Where there is a lack in your understanding
or your study has not yet reached the point where it is effective
don't just leave it.
When there is something you have not investigated
or have investigated but not understood
don't just leave it.
When there is something that you have not yet discerned
or have discerned but not yet clarified
don't just leave it.
When there is something you have not yet practiced
or have practiced, but not yet universally
don't just leave it.

If someone else gets it in one try, I will try one hundred times.
If someone else gets it in ten tries, I will try one thousand times.
If you are able to follow this Tao, then even if you are stupid, you will become enlightened.
Even if you are weak, you will become strong.

How great is the Tao of the sage!
Superabundant, it develops all things, extending up to Heaven.
How excellent it is!
It embraces the three hundred rules of ceremony, and the three thousand rules of conduct.
It waits for the right person and then functions.
Hence it is said: If you do not perfect your virtue, the perfect Tao cannot be actualized.
Therefore the superior man esteems his virtuous natureand follows the path of inquiry
extending himself in breadth and greatness
penetrating all subtleties
penetrating its height and brilliance
following the course of the actualization of the Mean.
He reviews the old and learns the new
thickening his character through the valorization of propriety.

If you are not the emperor
you cannot determine the rules of propriety
set weights and measures
or create ideographs.
In the present realm, carriages have the same axle-widths
documents are written with the same characters
and people follow the same norms of conduct.
But even if you are emperor, if you lack virtue
you cannot presume to create ritual or music.
And even if you possess sufficient virtue, but you are not in the position of emperor,
you cannot presume to create ritual or music.

From Analects

There are few who have developed themselves filially and fraternally who enjoy offending their superiors.
Those who do not enjoy offending superiors are never troublemakers.
The superior man concerns himself with the fundamentals.
Once the fundamentals are established, the proper Tao appears.
Are not filial piety and obedience to elders fundamental to the enactment of humaneness?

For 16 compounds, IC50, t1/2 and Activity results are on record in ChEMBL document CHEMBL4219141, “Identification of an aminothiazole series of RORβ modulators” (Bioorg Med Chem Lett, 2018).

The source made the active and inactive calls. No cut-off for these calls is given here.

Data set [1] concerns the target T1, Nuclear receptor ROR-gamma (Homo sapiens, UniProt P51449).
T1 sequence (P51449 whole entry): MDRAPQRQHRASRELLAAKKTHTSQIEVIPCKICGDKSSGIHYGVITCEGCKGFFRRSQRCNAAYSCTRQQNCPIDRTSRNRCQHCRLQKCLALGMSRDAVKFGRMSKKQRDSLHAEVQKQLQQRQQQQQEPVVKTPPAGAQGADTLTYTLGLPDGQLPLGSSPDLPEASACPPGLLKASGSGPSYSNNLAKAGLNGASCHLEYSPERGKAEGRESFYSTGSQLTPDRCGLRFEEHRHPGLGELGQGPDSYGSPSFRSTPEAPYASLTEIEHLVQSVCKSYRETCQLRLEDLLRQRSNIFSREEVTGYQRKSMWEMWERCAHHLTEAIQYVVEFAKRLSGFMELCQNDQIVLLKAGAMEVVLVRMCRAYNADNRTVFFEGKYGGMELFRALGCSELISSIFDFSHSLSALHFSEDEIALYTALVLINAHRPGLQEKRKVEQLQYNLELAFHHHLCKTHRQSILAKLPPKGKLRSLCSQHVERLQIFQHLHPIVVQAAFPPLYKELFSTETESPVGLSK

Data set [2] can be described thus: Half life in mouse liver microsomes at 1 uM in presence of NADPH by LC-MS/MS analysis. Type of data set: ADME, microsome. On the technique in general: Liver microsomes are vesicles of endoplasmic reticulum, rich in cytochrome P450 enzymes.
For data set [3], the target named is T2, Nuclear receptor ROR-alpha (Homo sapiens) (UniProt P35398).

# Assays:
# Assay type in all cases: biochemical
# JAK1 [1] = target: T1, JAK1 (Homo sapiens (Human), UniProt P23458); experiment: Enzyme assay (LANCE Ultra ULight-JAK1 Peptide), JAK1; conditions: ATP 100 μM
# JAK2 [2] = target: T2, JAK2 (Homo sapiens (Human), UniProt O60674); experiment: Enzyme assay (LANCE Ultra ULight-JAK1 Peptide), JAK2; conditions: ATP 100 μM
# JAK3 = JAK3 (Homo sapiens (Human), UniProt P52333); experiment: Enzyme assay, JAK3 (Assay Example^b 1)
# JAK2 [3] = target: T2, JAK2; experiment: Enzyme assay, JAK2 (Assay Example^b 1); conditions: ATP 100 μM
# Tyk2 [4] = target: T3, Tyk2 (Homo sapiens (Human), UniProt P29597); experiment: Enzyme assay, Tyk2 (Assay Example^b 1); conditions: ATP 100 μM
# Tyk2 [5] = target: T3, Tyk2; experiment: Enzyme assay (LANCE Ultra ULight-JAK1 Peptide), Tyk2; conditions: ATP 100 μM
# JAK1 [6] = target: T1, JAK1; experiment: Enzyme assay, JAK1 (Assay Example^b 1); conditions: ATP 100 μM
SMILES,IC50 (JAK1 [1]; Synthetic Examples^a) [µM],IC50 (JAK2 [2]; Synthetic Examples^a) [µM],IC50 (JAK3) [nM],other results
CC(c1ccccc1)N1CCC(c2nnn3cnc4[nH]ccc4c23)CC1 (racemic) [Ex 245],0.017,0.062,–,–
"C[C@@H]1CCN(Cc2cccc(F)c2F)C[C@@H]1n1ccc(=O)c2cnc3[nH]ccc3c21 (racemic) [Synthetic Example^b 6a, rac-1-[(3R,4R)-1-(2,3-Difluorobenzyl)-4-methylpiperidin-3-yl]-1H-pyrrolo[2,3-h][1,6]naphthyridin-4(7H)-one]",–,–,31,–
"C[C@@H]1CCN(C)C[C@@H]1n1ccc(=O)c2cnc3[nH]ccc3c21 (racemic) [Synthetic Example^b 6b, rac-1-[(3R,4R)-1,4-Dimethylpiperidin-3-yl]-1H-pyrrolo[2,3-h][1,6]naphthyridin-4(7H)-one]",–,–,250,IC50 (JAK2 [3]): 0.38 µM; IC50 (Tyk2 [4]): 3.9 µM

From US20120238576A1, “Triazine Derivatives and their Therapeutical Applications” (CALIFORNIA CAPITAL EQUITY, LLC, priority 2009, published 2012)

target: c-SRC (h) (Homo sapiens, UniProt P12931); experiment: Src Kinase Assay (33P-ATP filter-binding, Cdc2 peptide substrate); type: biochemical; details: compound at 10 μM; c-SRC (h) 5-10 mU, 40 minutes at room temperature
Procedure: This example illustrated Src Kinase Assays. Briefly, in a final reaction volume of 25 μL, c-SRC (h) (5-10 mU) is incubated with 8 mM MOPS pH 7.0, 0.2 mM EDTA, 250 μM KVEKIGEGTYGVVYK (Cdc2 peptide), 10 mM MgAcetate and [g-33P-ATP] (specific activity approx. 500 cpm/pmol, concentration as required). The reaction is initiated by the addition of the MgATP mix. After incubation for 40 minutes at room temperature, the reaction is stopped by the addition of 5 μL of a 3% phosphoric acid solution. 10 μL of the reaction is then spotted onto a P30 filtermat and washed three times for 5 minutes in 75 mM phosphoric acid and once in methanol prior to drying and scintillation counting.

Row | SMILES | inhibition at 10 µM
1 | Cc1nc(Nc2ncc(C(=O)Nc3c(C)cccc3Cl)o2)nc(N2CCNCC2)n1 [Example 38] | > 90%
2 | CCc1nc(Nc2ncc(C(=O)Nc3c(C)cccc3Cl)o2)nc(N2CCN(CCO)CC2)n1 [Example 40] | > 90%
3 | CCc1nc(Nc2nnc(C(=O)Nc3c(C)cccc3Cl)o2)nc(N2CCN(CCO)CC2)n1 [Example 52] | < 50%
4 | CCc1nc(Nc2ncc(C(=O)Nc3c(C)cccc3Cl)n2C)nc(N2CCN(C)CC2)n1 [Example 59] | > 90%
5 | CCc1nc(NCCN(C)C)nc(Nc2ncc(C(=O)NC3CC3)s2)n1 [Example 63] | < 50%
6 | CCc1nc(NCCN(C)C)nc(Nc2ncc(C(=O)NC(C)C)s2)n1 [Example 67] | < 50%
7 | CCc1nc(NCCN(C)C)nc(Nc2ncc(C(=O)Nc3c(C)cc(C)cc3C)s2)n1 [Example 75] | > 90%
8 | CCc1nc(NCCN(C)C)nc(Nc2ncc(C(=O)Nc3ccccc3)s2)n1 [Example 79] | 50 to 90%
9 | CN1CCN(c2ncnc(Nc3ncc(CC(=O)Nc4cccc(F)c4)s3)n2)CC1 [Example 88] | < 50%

Tzu Kung asked: What do you think of a poor man who doesn't grovel or a rich man who isn't proud?
Confucius said: They are good, but not as good as a poor man who is satisfied and a rich man who loves propriety.
Tzu Kung said: The Book of Odes says:

Is this what you are talking about?
Confucius said: Ah, now I can begin to discuss the Book of Odes with Tz'u. I give him a hint and he gets the whole point.

If you govern the people legalistically and control them by punishment
they will avoid crime but have no personal sense of shame.
If you govern them by means of virtue and control them with propriety
they will gain their own sense of shame and thus correct themselves.

Nowadays filial piety means being able to feed your parents.
But everyone does this for even horses and dogs.
Without respect, what's the difference?

Tzu Hsia quoted the following: and asked its meaning.
Confucius said: A painting is done on plain white paper.
Tzu Hsia said: Then are rituals a secondary thing?
Confucius said: Ah, Shang, you uplift me. Now we can really begin to discuss the Book of Odes.

The people of the Chou were able to observe the prior two dynasties and thus their culture flourished.
I now follow the Chou.

Tzu Kung wanted to do away with the sacrifice of the sheep on the first of the month.
Confucius said: Tz'u, you love the sheep; I love the ceremony.

Riches and honors are what all men desire.
But if they cannot be attained in accordance with the Tao they should not be kept.
Poverty and low status are what all men hate.
But if they cannot avoided in while staying in accordance with the Tao, you should not avoid them.
If a superior man departs from humaneness, how can he be worthy of that name?
A superior man never leaves humaneness for even the time of a single meal.
In moments of haste he acts according to it.
In times of difficulty or confusion he acts according to it.

I don't worry abut not having a good position.